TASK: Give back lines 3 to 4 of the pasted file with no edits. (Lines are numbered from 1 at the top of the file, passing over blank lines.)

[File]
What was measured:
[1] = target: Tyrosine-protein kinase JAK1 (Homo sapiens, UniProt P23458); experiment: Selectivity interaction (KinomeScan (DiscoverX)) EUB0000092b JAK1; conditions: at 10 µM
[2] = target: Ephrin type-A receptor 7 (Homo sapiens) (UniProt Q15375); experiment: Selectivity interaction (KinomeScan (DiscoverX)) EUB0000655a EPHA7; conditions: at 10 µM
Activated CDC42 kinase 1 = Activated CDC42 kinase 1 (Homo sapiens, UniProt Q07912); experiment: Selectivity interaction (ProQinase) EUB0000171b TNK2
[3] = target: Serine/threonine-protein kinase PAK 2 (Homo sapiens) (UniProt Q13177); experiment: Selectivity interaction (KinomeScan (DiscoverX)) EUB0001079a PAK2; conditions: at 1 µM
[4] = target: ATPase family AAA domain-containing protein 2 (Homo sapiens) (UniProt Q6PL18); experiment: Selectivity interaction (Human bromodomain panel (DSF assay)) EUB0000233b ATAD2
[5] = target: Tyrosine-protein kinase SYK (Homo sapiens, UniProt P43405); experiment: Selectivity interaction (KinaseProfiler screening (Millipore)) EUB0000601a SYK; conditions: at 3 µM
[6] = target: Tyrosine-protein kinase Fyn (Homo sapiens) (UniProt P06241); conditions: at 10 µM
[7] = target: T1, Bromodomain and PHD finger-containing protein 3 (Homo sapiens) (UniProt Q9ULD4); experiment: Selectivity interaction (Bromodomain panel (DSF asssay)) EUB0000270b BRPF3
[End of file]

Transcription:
[2] = target: Ephrin type-A receptor 7 (Homo sapiens) (UniProt Q15375); experiment: Selectivity interaction (KinomeScan (DiscoverX)) EUB0000655a EPHA7; conditions: at 10 µM
Activated CDC42 kinase 1 = Activated CDC42 kinase 1 (Homo sapiens, UniProt Q07912); experiment: Selectivity interaction (ProQinase) EUB0000171b TNK2